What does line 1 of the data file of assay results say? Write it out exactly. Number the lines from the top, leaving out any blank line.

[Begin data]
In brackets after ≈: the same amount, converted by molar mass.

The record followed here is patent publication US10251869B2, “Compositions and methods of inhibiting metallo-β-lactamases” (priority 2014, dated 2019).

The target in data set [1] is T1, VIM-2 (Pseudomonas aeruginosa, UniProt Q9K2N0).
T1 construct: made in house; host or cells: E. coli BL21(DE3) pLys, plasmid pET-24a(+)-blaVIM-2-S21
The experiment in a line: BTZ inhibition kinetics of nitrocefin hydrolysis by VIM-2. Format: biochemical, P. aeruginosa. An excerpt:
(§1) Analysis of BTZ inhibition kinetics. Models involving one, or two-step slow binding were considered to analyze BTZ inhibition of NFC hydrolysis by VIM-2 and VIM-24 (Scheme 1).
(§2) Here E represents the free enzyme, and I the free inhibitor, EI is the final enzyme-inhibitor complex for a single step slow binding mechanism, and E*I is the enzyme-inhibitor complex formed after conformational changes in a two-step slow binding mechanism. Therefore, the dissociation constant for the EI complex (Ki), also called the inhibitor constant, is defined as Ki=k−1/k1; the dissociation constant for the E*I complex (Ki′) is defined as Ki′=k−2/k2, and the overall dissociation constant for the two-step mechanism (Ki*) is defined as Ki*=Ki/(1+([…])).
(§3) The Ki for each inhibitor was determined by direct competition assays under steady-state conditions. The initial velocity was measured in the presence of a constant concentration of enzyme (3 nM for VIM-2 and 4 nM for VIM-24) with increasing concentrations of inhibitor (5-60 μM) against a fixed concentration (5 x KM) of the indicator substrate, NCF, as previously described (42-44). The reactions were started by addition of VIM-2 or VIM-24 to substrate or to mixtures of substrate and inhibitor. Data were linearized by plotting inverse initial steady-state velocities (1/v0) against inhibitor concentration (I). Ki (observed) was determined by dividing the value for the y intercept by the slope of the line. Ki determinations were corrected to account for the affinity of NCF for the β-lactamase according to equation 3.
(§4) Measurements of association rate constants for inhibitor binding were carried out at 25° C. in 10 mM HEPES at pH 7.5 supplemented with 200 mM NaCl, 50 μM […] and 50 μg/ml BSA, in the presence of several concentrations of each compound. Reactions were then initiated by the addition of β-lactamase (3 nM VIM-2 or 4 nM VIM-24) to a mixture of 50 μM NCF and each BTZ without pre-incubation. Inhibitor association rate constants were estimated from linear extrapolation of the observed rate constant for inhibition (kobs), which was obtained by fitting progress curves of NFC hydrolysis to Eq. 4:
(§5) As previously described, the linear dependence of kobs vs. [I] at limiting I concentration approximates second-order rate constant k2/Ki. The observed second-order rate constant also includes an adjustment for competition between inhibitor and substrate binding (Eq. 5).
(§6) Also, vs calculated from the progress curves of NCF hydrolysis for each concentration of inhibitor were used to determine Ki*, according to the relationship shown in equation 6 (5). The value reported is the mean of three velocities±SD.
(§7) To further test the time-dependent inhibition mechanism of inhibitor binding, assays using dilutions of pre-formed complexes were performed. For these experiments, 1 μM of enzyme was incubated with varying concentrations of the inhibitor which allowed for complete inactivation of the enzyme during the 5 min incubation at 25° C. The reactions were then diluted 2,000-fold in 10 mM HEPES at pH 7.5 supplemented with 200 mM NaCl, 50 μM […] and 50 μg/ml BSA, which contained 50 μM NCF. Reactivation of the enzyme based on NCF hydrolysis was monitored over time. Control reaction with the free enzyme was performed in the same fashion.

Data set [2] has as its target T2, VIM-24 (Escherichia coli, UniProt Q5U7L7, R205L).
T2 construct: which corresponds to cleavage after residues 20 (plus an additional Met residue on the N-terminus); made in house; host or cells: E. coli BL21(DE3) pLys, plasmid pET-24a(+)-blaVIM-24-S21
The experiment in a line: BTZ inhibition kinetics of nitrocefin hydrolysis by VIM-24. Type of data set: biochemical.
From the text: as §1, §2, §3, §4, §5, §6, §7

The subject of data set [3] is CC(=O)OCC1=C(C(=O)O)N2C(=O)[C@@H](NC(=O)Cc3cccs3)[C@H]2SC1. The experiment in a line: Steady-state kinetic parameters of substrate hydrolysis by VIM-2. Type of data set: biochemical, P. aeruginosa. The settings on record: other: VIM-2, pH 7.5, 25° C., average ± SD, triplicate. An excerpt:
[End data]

In brackets after ≈: the same amount, converted by molar mass.